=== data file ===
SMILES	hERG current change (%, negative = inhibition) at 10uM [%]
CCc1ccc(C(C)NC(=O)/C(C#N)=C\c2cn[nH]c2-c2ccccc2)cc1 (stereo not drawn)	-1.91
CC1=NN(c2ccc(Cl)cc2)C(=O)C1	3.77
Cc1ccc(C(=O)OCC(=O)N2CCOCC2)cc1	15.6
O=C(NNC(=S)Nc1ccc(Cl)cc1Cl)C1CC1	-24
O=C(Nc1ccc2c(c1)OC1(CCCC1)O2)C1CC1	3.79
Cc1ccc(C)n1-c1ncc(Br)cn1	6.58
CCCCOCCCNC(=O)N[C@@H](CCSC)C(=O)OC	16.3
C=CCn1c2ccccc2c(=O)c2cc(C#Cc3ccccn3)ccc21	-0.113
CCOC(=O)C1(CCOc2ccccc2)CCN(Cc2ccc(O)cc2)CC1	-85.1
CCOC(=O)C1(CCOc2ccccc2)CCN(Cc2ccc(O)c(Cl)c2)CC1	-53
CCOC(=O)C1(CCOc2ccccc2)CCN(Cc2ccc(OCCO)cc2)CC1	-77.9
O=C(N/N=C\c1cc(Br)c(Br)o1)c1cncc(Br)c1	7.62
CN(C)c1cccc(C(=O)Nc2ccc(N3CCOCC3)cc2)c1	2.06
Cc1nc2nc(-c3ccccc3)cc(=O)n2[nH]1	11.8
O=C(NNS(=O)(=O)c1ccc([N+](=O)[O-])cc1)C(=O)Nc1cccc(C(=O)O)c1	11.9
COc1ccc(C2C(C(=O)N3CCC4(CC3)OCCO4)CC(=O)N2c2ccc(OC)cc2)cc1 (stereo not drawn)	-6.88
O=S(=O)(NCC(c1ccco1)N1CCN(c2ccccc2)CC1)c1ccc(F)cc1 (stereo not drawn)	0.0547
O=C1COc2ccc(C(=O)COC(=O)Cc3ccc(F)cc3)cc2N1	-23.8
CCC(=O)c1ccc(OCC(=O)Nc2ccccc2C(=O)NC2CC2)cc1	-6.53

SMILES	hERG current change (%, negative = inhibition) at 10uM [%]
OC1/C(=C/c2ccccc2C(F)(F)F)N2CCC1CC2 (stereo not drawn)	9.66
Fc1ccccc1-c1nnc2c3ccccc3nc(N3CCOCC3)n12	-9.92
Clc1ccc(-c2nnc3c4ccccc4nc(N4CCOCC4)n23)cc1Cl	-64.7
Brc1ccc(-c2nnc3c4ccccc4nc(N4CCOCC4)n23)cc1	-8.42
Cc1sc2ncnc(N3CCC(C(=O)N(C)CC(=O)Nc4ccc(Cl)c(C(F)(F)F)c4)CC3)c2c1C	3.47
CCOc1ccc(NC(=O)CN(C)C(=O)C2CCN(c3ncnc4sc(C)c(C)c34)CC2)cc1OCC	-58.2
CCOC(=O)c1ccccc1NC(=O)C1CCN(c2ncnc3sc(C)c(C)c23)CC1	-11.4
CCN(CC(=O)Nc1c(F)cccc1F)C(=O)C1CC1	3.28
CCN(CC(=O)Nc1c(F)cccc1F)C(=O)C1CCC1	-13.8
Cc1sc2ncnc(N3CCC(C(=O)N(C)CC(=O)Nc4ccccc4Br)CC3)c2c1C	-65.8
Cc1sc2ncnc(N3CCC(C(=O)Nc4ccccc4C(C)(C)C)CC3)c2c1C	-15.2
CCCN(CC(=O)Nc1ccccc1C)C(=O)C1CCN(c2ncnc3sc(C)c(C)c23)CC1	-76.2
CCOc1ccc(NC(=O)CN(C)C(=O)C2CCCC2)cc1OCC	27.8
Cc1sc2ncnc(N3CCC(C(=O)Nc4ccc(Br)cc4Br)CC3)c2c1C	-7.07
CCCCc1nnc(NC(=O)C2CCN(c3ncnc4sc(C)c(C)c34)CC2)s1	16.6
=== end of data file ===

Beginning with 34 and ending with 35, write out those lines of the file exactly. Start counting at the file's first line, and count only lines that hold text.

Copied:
CCOc1ccc(NC(=O)CN(C)C(=O)C2CCCC2)cc1OCC	27.8
Cc1sc2ncnc(N3CCC(C(=O)Nc4ccc(Br)cc4Br)CC3)c2c1C	-7.07